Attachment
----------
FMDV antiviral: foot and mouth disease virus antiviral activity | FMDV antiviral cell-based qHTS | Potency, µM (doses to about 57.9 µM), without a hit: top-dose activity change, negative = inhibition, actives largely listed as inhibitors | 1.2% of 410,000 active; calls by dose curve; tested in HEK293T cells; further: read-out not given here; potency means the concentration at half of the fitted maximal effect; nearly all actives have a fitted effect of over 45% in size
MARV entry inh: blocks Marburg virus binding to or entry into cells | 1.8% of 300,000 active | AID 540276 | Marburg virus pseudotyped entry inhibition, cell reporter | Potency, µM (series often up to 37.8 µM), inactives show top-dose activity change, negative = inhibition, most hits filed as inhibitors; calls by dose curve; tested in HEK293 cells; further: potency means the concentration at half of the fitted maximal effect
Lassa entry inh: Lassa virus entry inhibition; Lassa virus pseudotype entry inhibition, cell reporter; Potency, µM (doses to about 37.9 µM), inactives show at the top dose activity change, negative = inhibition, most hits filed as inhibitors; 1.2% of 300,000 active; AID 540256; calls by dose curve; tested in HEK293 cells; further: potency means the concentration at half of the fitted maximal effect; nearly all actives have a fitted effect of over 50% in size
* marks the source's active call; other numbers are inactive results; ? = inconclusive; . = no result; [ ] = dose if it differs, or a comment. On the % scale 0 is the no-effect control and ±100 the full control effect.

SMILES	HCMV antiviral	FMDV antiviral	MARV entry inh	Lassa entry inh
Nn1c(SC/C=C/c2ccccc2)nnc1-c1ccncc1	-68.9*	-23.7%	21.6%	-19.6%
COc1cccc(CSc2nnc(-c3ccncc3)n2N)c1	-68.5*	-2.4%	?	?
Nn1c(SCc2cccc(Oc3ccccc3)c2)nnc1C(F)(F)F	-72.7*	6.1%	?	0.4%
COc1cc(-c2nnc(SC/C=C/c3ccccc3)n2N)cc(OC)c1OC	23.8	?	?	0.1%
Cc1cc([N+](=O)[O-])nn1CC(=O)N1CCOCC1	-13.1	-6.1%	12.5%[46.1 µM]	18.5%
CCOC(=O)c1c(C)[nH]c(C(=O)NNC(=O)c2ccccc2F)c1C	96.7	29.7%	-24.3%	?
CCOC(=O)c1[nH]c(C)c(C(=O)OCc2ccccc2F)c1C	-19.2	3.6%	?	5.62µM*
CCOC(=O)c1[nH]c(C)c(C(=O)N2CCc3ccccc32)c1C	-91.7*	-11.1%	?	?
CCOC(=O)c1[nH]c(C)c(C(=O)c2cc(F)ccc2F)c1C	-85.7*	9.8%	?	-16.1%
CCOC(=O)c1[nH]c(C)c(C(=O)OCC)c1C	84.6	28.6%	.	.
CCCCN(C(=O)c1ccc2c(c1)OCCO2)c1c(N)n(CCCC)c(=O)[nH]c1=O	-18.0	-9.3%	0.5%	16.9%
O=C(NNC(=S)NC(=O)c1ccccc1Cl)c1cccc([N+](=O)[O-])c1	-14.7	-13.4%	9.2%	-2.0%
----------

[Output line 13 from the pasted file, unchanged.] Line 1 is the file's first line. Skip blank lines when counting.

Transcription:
CCOC(=O)c1[nH]c(C)c(C(=O)N2CCc3ccccc32)c1C	-91.7*	-11.1%	?	?